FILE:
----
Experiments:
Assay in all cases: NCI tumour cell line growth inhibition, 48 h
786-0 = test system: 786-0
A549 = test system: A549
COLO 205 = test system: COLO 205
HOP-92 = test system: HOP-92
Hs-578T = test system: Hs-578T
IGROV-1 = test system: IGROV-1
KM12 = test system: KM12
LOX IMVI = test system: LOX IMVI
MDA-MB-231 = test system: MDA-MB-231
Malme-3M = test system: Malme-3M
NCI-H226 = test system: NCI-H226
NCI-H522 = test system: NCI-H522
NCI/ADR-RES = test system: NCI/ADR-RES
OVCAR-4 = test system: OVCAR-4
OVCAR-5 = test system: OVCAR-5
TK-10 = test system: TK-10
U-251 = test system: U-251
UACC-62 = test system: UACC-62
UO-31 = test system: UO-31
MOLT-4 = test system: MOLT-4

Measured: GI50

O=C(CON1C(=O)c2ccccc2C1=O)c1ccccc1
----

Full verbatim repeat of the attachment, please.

Experiments:
Assay in all cases: NCI tumour cell line growth inhibition, 48 h
786-0 = test system: 786-0
A549 = test system: A549
COLO 205 = test system: COLO 205
HOP-92 = test system: HOP-92
Hs-578T = test system: Hs-578T
IGROV-1 = test system: IGROV-1
KM12 = test system: KM12
LOX IMVI = test system: LOX IMVI
MDA-MB-231 = test system: MDA-MB-231
Malme-3M = test system: Malme-3M
NCI-H226 = test system: NCI-H226
NCI-H522 = test system: NCI-H522
NCI/ADR-RES = test system: NCI/ADR-RES
OVCAR-4 = test system: OVCAR-4
OVCAR-5 = test system: OVCAR-5
TK-10 = test system: TK-10
U-251 = test system: U-251
UACC-62 = test system: UACC-62
UO-31 = test system: UO-31
MOLT-4 = test system: MOLT-4

Measured: GI50

O=C(CON1C(=O)c2ccccc2C1=O)c1ccccc1